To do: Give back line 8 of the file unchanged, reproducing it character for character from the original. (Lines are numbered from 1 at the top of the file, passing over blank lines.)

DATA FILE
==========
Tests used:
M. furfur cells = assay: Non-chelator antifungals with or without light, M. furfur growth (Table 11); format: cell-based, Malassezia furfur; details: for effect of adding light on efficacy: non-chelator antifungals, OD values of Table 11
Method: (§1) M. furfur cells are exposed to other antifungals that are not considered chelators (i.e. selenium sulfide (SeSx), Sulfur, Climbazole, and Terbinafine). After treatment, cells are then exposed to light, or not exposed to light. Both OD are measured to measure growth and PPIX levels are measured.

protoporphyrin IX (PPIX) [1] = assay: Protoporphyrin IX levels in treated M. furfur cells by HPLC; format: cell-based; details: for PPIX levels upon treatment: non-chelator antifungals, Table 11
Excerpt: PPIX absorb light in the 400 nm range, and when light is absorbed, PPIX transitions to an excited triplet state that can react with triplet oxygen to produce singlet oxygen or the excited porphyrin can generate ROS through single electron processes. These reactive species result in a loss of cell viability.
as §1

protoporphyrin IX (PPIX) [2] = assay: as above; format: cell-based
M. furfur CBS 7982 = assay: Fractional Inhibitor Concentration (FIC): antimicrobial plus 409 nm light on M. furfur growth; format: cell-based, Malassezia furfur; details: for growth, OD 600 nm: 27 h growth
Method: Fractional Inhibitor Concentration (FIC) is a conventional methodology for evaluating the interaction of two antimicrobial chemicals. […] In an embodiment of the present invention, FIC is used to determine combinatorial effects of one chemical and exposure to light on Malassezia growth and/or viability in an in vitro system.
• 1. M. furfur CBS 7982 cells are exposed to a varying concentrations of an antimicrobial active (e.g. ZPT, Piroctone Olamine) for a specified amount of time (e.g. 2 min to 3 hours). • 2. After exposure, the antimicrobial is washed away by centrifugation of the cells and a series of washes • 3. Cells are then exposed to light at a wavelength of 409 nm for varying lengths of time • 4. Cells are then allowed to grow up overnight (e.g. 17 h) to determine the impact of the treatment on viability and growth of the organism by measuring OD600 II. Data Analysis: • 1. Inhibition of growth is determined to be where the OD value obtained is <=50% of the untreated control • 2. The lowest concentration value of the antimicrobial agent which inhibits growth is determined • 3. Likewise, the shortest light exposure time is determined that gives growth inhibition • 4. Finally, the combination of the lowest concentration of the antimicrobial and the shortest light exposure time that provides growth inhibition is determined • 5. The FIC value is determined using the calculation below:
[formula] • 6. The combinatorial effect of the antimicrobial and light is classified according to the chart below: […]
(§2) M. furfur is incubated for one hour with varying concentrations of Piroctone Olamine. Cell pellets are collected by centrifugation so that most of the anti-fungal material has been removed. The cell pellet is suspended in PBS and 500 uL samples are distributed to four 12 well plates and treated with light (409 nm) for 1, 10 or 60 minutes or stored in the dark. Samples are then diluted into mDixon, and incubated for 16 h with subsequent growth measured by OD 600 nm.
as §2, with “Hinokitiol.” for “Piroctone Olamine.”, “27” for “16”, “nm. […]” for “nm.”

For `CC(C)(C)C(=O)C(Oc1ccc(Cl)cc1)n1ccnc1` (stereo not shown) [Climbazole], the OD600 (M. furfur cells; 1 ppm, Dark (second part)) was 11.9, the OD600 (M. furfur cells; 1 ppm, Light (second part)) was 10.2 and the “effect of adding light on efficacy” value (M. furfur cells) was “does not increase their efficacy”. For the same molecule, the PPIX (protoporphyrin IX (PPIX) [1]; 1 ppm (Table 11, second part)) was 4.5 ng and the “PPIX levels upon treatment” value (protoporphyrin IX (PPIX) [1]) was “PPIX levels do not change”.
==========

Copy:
M. furfur CBS 7982 = assay: Fractional Inhibitor Concentration (FIC): antimicrobial plus 409 nm light on M. furfur growth; format: cell-based, Malassezia furfur; details: for growth, OD 600 nm: 27 h growth